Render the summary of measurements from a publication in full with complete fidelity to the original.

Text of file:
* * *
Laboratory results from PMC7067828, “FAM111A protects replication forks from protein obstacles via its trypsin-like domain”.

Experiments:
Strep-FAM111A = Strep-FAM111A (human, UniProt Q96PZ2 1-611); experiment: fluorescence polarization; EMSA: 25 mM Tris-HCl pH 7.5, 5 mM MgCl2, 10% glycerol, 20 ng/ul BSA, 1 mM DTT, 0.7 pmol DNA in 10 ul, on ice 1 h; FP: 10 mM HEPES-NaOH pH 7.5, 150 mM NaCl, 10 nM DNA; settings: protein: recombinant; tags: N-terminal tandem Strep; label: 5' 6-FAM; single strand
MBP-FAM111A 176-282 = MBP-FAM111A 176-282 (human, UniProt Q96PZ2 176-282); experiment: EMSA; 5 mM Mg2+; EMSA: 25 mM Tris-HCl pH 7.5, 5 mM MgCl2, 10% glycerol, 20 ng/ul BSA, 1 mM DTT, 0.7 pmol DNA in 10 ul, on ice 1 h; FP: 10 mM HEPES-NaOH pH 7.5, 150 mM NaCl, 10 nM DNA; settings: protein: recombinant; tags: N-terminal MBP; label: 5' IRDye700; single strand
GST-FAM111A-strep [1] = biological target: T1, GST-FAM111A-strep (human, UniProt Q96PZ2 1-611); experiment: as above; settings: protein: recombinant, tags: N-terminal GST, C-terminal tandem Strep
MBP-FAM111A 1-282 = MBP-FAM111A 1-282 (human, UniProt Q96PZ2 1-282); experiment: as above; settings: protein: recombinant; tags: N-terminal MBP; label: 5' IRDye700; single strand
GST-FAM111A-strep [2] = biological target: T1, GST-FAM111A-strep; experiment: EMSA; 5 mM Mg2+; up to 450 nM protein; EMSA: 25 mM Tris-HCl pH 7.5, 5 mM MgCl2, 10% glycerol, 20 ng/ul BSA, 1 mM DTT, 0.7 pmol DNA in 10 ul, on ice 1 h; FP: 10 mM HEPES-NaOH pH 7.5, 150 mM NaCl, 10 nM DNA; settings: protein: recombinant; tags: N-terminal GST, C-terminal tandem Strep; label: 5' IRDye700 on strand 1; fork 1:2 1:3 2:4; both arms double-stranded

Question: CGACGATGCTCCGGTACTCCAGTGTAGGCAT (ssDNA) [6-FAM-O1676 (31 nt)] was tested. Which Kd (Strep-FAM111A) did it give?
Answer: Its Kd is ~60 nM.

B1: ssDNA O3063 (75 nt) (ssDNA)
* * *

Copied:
Laboratory results from PMC7067828, “FAM111A protects replication forks from protein obstacles via its trypsin-like domain”.

Experiments:
Strep-FAM111A = Strep-FAM111A (human, UniProt Q96PZ2 1-611); experiment: fluorescence polarization; EMSA: 25 mM Tris-HCl pH 7.5, 5 mM MgCl2, 10% glycerol, 20 ng/ul BSA, 1 mM DTT, 0.7 pmol DNA in 10 ul, on ice 1 h; FP: 10 mM HEPES-NaOH pH 7.5, 150 mM NaCl, 10 nM DNA; settings: protein: recombinant; tags: N-terminal tandem Strep; label: 5' 6-FAM; single strand
MBP-FAM111A 176-282 = MBP-FAM111A 176-282 (human, UniProt Q96PZ2 176-282); experiment: EMSA; 5 mM Mg2+; EMSA: 25 mM Tris-HCl pH 7.5, 5 mM MgCl2, 10% glycerol, 20 ng/ul BSA, 1 mM DTT, 0.7 pmol DNA in 10 ul, on ice 1 h; FP: 10 mM HEPES-NaOH pH 7.5, 150 mM NaCl, 10 nM DNA; settings: protein: recombinant; tags: N-terminal MBP; label: 5' IRDye700; single strand
GST-FAM111A-strep [1] = biological target: T1, GST-FAM111A-strep (human, UniProt Q96PZ2 1-611); experiment: as above; settings: protein: recombinant, tags: N-terminal GST, C-terminal tandem Strep
MBP-FAM111A 1-282 = MBP-FAM111A 1-282 (human, UniProt Q96PZ2 1-282); experiment: as above; settings: protein: recombinant; tags: N-terminal MBP; label: 5' IRDye700; single strand
GST-FAM111A-strep [2] = biological target: T1, GST-FAM111A-strep; experiment: EMSA; 5 mM Mg2+; up to 450 nM protein; EMSA: 25 mM Tris-HCl pH 7.5, 5 mM MgCl2, 10% glycerol, 20 ng/ul BSA, 1 mM DTT, 0.7 pmol DNA in 10 ul, on ice 1 h; FP: 10 mM HEPES-NaOH pH 7.5, 150 mM NaCl, 10 nM DNA; settings: protein: recombinant; tags: N-terminal GST, C-terminal tandem Strep; label: 5' IRDye700 on strand 1; fork 1:2 1:3 2:4; both arms double-stranded

Question: CGACGATGCTCCGGTACTCCAGTGTAGGCAT (ssDNA) [6-FAM-O1676 (31 nt)] was tested. Which Kd (Strep-FAM111A) did it give?
Answer: Its Kd is ~60 nM.

B1: ssDNA O3063 (75 nt) (ssDNA)